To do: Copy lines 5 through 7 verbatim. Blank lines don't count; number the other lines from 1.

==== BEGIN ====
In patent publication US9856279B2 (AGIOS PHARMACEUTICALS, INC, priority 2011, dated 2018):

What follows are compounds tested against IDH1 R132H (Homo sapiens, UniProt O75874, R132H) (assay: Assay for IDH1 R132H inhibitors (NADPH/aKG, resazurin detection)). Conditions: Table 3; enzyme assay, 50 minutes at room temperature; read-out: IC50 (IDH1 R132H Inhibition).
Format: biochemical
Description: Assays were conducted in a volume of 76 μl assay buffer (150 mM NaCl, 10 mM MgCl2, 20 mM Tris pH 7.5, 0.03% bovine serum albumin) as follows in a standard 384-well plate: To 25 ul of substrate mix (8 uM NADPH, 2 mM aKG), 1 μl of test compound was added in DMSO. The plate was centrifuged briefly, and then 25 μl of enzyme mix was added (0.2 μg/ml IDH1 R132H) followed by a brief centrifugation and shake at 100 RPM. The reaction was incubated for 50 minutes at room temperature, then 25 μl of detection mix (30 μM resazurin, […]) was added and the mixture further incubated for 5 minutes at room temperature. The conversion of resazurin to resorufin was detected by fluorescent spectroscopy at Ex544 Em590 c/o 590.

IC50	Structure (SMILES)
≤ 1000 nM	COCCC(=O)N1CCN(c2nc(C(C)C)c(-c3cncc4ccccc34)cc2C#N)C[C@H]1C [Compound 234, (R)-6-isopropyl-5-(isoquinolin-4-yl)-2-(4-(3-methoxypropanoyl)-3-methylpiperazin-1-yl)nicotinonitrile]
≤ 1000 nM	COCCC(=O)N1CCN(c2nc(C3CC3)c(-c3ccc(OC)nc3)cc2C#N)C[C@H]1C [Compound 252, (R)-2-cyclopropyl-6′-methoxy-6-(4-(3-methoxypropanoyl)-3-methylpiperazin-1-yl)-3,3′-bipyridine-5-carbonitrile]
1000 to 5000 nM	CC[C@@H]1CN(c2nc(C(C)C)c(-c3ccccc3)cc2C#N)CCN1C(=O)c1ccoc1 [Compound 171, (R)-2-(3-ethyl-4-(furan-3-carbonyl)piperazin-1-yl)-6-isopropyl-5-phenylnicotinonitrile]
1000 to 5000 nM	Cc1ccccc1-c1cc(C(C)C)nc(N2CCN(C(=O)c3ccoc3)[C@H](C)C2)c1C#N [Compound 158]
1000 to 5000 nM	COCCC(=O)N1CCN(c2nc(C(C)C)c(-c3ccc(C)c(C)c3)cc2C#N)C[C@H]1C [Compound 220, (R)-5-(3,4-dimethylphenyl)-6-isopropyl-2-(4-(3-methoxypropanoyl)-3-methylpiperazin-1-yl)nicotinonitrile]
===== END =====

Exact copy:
IC50	Structure (SMILES)
≤ 1000 nM	COCCC(=O)N1CCN(c2nc(C(C)C)c(-c3cncc4ccccc34)cc2C#N)C[C@H]1C [Compound 234, (R)-6-isopropyl-5-(isoquinolin-4-yl)-2-(4-(3-methoxypropanoyl)-3-methylpiperazin-1-yl)nicotinonitrile]
≤ 1000 nM	COCCC(=O)N1CCN(c2nc(C3CC3)c(-c3ccc(OC)nc3)cc2C#N)C[C@H]1C [Compound 252, (R)-2-cyclopropyl-6′-methoxy-6-(4-(3-methoxypropanoyl)-3-methylpiperazin-1-yl)-3,3′-bipyridine-5-carbonitrile]